In a sentence, you can know what part of the sentence each ideogram works for; through the clue of its location or/and attached grammatical symbol. For the function of each grammatical base, see the grammatical bases sections through the above links.

Using these symbols, you can immediately recognize where the predicate/verb and the subject/object of the verb are; and you can get the flowing of the meanings correctly among different order expressions.

* Why Free Word Order?
Sometimes I've gotten opinions, saying that EL should take more rational fixed word order as subject-verb-object: it could save grammatical marks. Yes, I know it.
But EL respects variety of cultures and expression stiles; and usually one uses EL signs/writings with his mother language. It would be uncomfortable if the word orders are different between his language and EL. Using a few extra marks makes global communications equally easier. Also communicators can know differences between each other's cultures at the same time. I think knowing the differences is basically important to understand others.
These grammatical symbols are small and suitable symbols for each function; so you can visually see the structure of a sentence when you get used to them.

5) The left ideogram modifies the right next one in a series of ideograms, unless a grammatical base is included/compounded.

Why not opposite?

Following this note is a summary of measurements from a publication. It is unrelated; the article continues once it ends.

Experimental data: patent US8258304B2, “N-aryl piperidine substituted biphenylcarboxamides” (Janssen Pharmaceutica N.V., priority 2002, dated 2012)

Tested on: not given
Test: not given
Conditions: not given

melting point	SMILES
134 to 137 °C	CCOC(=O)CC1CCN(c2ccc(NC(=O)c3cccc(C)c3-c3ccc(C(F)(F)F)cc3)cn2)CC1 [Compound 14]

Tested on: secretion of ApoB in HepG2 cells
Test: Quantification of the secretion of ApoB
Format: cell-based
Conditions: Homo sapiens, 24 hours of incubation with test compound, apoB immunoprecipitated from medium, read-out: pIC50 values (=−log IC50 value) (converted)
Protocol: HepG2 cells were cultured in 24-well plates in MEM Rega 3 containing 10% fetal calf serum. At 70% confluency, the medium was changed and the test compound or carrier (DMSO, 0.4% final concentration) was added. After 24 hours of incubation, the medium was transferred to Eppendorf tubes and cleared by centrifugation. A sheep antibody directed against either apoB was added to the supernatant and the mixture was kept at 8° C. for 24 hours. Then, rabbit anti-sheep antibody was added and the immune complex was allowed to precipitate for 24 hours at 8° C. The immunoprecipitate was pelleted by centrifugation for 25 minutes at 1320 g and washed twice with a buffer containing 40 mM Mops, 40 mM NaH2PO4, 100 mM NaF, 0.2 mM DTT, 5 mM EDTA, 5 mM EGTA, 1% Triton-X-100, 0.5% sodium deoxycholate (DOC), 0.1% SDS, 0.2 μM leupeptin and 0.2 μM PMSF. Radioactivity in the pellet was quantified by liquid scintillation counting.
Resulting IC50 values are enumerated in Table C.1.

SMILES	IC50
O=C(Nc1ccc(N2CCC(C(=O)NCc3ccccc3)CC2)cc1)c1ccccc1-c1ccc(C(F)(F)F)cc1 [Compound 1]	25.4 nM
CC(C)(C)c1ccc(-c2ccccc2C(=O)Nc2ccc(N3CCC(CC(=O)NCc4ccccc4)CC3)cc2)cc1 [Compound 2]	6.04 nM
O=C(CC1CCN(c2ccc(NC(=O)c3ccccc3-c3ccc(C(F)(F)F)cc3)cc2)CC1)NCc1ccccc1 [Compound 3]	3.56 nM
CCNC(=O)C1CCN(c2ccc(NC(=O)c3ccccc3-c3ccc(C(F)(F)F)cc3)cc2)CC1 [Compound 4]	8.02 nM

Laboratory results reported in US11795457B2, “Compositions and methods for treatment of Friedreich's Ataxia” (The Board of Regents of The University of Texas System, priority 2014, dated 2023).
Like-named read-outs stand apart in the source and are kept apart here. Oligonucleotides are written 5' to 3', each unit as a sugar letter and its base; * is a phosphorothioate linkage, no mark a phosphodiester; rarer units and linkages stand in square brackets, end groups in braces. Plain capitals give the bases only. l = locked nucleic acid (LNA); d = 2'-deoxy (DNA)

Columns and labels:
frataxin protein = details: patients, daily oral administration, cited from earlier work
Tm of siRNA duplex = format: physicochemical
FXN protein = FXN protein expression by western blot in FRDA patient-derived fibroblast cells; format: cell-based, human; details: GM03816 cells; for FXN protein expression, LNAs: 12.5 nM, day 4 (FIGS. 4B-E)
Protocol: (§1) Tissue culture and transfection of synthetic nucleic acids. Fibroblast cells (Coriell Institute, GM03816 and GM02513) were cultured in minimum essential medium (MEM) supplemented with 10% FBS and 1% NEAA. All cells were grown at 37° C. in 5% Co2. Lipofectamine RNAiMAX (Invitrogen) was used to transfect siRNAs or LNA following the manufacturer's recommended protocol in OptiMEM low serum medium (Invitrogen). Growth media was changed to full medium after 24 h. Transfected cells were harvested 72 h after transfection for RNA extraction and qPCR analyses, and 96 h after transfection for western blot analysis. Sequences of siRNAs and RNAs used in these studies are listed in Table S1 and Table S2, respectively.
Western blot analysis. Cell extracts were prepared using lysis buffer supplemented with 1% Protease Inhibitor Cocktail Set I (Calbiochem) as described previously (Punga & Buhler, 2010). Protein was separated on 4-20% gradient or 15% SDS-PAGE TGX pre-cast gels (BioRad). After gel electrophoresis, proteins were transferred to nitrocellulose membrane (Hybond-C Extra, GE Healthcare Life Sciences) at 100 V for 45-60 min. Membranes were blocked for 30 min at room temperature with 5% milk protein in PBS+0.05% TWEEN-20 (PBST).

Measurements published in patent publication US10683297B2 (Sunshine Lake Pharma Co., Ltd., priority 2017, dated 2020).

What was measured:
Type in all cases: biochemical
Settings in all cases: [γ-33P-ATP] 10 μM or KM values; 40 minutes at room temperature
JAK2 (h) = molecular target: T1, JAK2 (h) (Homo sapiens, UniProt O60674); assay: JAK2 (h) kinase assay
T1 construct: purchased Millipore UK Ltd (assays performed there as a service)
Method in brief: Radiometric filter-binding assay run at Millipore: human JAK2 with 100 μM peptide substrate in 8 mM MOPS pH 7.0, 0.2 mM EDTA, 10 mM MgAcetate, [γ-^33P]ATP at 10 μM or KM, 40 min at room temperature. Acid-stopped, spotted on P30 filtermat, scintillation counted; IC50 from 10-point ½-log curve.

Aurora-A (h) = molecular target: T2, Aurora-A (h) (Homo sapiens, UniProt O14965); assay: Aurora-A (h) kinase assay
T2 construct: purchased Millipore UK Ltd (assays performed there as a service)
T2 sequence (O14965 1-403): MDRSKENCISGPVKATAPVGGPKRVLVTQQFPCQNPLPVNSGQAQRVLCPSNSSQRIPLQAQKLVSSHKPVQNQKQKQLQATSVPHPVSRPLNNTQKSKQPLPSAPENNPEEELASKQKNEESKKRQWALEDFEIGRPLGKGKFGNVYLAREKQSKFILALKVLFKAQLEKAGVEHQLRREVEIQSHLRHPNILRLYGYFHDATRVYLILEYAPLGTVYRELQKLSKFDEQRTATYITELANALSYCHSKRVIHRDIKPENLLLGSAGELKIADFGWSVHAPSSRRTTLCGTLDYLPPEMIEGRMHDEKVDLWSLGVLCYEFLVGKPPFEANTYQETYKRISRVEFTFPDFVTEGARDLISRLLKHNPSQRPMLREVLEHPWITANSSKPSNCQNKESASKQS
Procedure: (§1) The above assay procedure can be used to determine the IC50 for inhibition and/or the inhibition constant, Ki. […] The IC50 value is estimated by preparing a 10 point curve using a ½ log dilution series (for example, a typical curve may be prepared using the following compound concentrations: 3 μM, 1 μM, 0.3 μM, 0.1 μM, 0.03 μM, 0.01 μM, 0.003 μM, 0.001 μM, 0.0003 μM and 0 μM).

Some Europeans like the way that the main character comes first and its modifiers follow.
But the main concept is not always the most important in a sentence. In many cases,
modifier is more important than the main noun.

EL takes a simple rule as (5), and gc (preposition-mark) to change the order. Using both ways, you can express where the stress is in your message. If setting the fixed word order as the main word (noun) always at the beginning, you might feel like expressing in a mathematical formula forgetting nature of emotion. When saying pointing a flower among flowers, "the red flower I like the best," red is more important to take the order of priority than flower, because the other knows it's about a flower.

Modification examples:
  (little), (west), (land), (: preposition-mark)
(A) : a little west land,
 (a) : the land in a little westerly direction 
(B) : the little land's west 
 (b) : west of the little land
(C) : the western land's little part
 (c) : a little (part) of the western land

In the phrases above, the meanings are almost (A) = (a). But when you want to say the direction first, choose (A); and when you'd like to put the stress on the land, express as (a).

6) A space between ideograms/phrases